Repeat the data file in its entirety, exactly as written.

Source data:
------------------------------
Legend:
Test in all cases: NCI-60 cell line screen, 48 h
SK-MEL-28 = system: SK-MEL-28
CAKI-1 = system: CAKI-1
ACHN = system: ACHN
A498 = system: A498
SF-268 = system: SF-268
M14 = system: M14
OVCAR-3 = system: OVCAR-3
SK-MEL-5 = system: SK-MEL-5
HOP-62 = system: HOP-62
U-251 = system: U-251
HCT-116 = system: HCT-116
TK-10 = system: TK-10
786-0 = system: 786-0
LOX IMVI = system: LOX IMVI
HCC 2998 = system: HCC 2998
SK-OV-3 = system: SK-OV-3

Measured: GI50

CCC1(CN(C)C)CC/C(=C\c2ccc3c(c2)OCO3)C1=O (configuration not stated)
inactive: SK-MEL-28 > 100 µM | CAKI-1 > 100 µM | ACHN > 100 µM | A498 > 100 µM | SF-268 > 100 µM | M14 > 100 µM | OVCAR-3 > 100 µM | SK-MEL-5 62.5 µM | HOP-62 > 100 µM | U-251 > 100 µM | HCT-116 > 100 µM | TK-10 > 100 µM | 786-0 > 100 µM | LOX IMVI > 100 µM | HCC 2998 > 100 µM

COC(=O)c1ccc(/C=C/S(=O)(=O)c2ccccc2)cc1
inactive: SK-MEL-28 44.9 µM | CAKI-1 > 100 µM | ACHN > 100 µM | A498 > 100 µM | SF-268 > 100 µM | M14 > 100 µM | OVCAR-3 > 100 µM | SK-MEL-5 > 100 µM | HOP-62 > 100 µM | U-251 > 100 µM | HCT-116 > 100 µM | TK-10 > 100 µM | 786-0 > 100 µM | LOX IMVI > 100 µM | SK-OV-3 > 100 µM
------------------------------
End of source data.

Legend:
Test in all cases: NCI-60 cell line screen, 48 h
SK-MEL-28 = system: SK-MEL-28
CAKI-1 = system: CAKI-1
ACHN = system: ACHN
A498 = system: A498
SF-268 = system: SF-268
M14 = system: M14
OVCAR-3 = system: OVCAR-3
SK-MEL-5 = system: SK-MEL-5
HOP-62 = system: HOP-62
U-251 = system: U-251
HCT-116 = system: HCT-116
TK-10 = system: TK-10
786-0 = system: 786-0
LOX IMVI = system: LOX IMVI
HCC 2998 = system: HCC 2998
SK-OV-3 = system: SK-OV-3

Measured: GI50

CCC1(CN(C)C)CC/C(=C\c2ccc3c(c2)OCO3)C1=O (configuration not stated)
inactive: SK-MEL-28 > 100 µM | CAKI-1 > 100 µM | ACHN > 100 µM | A498 > 100 µM | SF-268 > 100 µM | M14 > 100 µM | OVCAR-3 > 100 µM | SK-MEL-5 62.5 µM | HOP-62 > 100 µM | U-251 > 100 µM | HCT-116 > 100 µM | TK-10 > 100 µM | 786-0 > 100 µM | LOX IMVI > 100 µM | HCC 2998 > 100 µM

COC(=O)c1ccc(/C=C/S(=O)(=O)c2ccccc2)cc1
inactive: SK-MEL-28 44.9 µM | CAKI-1 > 100 µM | ACHN > 100 µM | A498 > 100 µM | SF-268 > 100 µM | M14 > 100 µM | OVCAR-3 > 100 µM | SK-MEL-5 > 100 µM | HOP-62 > 100 µM | U-251 > 100 µM | HCT-116 > 100 µM | TK-10 > 100 µM | 786-0 > 100 µM | LOX IMVI > 100 µM | SK-OV-3 > 100 µM